The Aix Festival provided two quite able, young British singers, mezzo soprano Kitty Whately and baritone Oliver Dunn, both done up to try to look dull middle-aged. These fine young artists managed the undistinguished narrative style delivery of text with crystal clear English diction, and veered into the opera’s very occasional ariosos with vocal gusto. It is not an opera about voices.

This talented young composer may yet find his operatic way, after all Richard Strauss was 41 before he hit his operatic stride with the Salome libretto by Von Hofmannsthal. Perhaps Mr. Mendonça should look beyond British theatrical forces.

Elena aka The Abduction of Helen by Cavalli is of course not about Helen of Troy even though it says it is. It is really about racy attitudes towards sex and marriage in 17th century Venice. All of Venice had been excommunicated when Cavalli was four years old, not for its free and easy morality but rather because this rich city had the confidence to ignore playing by rules imposed by others. Elena, the thirty-second of his forty one or so operas, is also about playing harmlessly outside the rules, those of restraint or civilized conduct in particular.

The operas that have made Cavalli famous these days — L’Ormindo, La Calisto and L’Erismena — are all earlier in the Cavalli oeuvre and exemplify the easy charm of stories about deities falling in and out of love with doses of sincerity here and there. Cavalli turned out Elena at age 57 when he was at the height of his fame (the next year Louis XIV lured him to Paris with a special, high tech theater built just for his Ercole Amante). At this point it was easy, too easy for Cavalli to make an opera. Elena seems far too contrived, and perhaps it is an opera best forgotten.

ELENA-109.gifScene from Elena [Photo by Patrick Berger]

Like all Cavalli operas Elena has a big cast of characters, all with lots to do. Casting is sophisticated at the Aix Festival, and with rare exception true to character and voice and with rare exception indifferent to fame. At the same time the Aix Festival knows the virtues and financial rewards of encouraging young artists. Thus the large cast was comprised of talented young singers all of whom were well nurtured indeed by the opera world’s elaborate and extensive apprentice system.

There was therefore a uniformity of relatively high level talent and technical ability. This was the limitation of the cast. Cavalli’s characters were created by generic, well trained young singers rather than by mature or finished artists with specific traits that qualify them to bring artistic life to human character. Those few with hints of greater artistry fell victim to a generic apprentice atmosphere of promise rather than accomplishment.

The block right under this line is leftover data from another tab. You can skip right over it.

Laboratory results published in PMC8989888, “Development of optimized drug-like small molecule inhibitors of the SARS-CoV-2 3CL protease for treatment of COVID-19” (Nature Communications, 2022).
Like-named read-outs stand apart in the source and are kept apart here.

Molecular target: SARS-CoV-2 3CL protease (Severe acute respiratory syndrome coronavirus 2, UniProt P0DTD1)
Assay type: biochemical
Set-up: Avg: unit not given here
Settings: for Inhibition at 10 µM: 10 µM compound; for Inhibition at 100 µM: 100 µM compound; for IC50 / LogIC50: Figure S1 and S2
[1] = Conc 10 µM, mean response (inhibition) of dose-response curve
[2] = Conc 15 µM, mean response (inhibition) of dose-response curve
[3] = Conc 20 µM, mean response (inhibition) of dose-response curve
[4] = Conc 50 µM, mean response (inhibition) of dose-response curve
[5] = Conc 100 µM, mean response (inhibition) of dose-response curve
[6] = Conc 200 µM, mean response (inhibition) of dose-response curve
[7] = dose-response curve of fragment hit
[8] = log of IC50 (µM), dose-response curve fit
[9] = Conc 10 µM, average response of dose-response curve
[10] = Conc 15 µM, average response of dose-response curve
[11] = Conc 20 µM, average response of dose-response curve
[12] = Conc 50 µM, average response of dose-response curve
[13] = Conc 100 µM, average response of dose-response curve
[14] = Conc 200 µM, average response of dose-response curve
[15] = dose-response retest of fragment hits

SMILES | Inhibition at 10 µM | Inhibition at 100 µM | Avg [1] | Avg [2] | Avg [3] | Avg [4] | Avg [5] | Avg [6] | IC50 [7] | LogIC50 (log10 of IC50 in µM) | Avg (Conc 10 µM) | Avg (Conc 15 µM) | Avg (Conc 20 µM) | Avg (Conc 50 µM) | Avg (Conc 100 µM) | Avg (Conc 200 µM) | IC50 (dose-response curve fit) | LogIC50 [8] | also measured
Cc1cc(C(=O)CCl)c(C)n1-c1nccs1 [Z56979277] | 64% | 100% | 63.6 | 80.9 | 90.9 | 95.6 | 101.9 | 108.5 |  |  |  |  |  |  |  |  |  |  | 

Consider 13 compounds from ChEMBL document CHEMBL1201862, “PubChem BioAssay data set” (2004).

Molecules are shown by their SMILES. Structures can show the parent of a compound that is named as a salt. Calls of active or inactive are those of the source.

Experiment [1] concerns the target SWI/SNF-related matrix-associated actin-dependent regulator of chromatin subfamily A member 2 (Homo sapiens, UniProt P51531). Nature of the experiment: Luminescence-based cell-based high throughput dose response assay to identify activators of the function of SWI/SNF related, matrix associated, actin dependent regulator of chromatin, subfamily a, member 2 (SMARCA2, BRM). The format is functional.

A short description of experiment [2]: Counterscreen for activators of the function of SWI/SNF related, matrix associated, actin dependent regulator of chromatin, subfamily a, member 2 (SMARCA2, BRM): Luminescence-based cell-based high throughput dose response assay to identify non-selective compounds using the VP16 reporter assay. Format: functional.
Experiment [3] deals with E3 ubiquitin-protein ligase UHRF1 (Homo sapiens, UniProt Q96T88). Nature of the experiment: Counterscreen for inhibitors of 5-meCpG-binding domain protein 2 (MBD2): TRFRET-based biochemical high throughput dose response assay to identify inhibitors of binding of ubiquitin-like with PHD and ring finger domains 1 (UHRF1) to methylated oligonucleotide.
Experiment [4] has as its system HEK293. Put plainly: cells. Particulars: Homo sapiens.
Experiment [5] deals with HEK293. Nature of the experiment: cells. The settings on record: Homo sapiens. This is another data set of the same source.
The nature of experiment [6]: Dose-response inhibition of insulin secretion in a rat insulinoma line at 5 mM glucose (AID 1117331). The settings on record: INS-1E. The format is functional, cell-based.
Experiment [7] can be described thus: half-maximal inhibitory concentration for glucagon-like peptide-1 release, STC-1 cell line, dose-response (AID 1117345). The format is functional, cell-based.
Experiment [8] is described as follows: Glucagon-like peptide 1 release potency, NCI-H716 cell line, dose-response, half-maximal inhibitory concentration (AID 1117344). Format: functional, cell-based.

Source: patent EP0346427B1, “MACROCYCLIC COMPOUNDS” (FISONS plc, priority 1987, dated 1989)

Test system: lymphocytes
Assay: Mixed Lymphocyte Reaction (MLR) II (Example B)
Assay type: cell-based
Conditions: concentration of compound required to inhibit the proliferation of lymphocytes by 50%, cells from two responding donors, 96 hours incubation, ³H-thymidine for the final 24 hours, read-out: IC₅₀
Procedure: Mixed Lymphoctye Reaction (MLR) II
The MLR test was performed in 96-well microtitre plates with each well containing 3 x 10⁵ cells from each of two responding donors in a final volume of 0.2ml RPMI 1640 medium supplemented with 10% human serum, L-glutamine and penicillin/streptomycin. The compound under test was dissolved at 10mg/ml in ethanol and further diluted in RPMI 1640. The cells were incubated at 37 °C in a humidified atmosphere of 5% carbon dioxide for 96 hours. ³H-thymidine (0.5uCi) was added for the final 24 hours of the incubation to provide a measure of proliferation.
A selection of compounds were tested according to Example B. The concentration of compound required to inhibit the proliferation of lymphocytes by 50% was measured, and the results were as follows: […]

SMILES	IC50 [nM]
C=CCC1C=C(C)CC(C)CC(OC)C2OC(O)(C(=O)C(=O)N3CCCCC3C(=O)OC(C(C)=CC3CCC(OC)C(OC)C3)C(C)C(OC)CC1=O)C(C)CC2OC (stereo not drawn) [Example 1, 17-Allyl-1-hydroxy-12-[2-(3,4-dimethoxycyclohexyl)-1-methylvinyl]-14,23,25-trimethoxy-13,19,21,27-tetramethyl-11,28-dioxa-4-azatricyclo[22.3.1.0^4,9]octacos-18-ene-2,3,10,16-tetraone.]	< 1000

The production was in the Festival’s tiny Théâtre du Jeu de Paume, a relic in the Italian horseshoe style that is perfect for Baroque opera. It was staged by Jean-Yves Ruf, a young French theater pedagogue with acting credentials as well, in a stage space that resembled a bull ring in the first half and a macramé fantasy in the second. The scenery and costumes were fashionable, generic theatre designs that probed “look” rather than depth. It was a long, very long evening.

Ten members of Ambronay’s (a town between Lyon and Geneva) early music ensemble Capella Mediterranea plucked, sawed and tooted in finest, informed period style, led by its founder of Argentine origin and Swiss training, Leonardo Garciá Alarcón.

With the cost of tickets at one half that for major productions at the Aix Festival, productions like Elena and The House Over Taken open the festival to a larger public, those unable or unwilling to bear the $300 plus cost of a ticket for Don Giovanni or Elektra.

Michael Milenski


Casts and Production:

The House Taken Over

Brother: Oliver Dunn; Sister: Kitty Whately. Asko | Schönberg Ensemble conducted by Etienne Siebens. Mise en scène: Katie Mitchell; Scenery: Alex Eales; Lighting: James Farncombe. Domaine du Grand St. Jean, July 11, 2013.

Elena

Elena/Venere: Emöke Barath; Menelao: Valer Barna-Sabadus; Teseo: Fernando Guimaraes; Ippolita/Pallade: Solenn' Lavanant Linke; Peritoo: Rodrigo Ferreira; Iro: Emiliano Gonzalez Toro; Menesto/La Pace: Anna Reinhold; Tindaro/Nettuno: Scott Conner; Erginda/Giunone/Castore: Mariana Flores; Eurite/La Verita: Majdouline Zerari; Diomede/Creonte: Brendan Tuohy; Euripilo/La Discordia/Polluce: Christopher Lowrey; Antiloco: Job Tomé. Cappella Mediterranea conducted by Leonardo García Alarcón. Mise en scène: Jean-Yves Ruf; Scenery: Laure Pichat; Costumes : Claudia Jenatsch; Lighting: Christian Dubet. Théâtre du Jeu de Paume, July 17, 2013.

Send to a friend

Send a link to this article to a friend with an optional message.

Friend's Email Address: (required)

Your Email Address: (required)

Message (optional):